Women in health and their economic, equity and livelihood statuses during emergency preparedness and response (WHEELER)
The COVID-19 pandemic and efforts to control it have threatened livelihoods, introduced new workplace risks and made unstable work relationships even more precarious, especially for women. In Kenya, the face of the pandemic health workforce response was predominantly female. A majority of workers experienced anxieties because of limited disease knowledge, limited access to protective equipment, increased COVID-19 disease exposure and infection, and a surge in domestic household responsibilities, including unpaid labour. Yet the socio-economic and health impacts of COVID-19 on the paid and unpaid female health workforce remains neglected.
This project will study the gender equality and health equity gaps experienced by the female health workforce (paid and unpaid) in Kenya during the pandemic and how these experiences have impacted their physical and mental health, wellbeing, socio-economic status and livelihoods. It aims to improve understanding of the root cultural, structural, socio-economic and political factors that perpetuate gender inequities in the paid and unpaid health sector. These findings will inform the development of gender-sensitive and transformative health systems that can withstand future emergencies in Kenya. The project will also build local capacity in research, policy development and implementation, and ongoing professional development.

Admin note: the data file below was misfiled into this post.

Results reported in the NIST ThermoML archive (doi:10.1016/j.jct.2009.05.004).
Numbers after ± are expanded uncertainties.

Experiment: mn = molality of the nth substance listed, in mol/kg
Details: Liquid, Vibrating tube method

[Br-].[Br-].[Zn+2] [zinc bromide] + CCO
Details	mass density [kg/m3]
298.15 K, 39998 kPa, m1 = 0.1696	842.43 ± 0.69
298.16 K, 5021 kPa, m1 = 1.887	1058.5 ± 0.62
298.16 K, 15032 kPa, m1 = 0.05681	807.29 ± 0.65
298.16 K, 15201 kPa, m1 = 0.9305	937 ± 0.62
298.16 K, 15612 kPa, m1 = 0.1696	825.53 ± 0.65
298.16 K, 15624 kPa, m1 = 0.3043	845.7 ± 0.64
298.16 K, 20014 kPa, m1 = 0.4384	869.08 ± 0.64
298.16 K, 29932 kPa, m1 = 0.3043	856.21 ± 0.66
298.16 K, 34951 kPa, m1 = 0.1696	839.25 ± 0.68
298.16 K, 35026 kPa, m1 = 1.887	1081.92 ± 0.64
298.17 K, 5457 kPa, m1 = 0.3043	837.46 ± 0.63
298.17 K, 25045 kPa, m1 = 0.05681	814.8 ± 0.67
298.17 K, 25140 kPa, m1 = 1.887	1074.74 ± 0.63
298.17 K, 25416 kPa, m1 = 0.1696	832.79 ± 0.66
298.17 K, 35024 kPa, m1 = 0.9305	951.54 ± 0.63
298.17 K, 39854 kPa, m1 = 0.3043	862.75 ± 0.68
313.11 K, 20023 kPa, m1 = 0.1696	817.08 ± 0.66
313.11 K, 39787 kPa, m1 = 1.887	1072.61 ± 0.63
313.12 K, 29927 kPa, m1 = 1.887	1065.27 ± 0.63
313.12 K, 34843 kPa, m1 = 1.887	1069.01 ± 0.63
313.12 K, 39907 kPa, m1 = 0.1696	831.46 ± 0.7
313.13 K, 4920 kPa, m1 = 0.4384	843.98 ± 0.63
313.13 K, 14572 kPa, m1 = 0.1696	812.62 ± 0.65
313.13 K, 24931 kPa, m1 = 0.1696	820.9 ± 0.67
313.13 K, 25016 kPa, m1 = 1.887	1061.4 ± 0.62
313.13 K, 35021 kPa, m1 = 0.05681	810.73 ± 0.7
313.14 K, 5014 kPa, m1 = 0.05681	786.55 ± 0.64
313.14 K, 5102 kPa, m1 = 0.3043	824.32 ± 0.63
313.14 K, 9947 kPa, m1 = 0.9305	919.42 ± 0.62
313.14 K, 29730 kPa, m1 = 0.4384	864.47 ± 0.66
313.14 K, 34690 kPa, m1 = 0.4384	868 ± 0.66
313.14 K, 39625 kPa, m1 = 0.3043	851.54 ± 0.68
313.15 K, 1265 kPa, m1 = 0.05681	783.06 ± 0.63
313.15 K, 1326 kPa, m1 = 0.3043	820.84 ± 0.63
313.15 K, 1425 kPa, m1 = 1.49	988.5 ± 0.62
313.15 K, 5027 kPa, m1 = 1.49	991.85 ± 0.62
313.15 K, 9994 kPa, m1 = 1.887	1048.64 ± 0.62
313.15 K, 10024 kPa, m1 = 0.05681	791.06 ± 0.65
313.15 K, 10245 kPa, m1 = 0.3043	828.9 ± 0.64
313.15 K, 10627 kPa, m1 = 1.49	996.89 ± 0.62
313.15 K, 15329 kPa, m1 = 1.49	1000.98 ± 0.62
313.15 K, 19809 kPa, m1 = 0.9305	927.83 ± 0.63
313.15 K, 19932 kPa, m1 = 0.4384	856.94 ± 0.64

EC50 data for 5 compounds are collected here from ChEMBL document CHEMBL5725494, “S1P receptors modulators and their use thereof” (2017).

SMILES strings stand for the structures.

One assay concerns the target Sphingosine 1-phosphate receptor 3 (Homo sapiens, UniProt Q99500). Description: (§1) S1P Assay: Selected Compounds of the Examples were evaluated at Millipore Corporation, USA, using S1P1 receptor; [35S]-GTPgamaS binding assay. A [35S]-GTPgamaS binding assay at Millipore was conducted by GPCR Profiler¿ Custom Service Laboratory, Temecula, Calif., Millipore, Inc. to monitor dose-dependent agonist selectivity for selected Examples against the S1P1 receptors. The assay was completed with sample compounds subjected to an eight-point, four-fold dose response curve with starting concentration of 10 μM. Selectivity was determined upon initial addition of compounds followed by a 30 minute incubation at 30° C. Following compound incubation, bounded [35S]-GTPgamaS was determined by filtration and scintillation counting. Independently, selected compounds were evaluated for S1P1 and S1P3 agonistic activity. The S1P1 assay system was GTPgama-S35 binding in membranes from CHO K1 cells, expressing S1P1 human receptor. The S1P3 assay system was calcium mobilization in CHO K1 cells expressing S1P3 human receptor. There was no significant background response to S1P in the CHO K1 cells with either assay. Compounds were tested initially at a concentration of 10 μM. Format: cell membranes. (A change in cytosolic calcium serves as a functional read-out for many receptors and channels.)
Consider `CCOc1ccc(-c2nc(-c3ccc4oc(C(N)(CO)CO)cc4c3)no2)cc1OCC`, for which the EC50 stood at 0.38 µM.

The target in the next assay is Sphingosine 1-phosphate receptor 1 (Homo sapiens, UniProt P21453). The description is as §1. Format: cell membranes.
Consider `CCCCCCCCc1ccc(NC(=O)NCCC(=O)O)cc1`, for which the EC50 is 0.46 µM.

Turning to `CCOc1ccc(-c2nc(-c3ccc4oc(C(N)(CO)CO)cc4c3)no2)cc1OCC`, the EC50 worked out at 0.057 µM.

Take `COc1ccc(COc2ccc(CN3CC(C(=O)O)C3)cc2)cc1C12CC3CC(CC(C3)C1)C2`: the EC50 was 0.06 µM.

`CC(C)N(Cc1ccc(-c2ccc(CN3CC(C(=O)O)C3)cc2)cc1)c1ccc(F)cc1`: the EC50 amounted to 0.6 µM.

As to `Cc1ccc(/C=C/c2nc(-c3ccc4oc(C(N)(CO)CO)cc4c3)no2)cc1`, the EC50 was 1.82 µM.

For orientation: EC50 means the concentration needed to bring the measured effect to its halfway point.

This project is funded under the Women’s health and economic empowerment for a COVID-19 Recovery that is Inclusive, Sustainable and Equitable (Women RISE), an initiative of IDRC, the Canadian Institutes of Health Research, and the Social Sciences and Humanities Research Council. Its aim is to support global action-oriented, gender-transformative research by teams of researchers from low- and middle-income countries and Canada.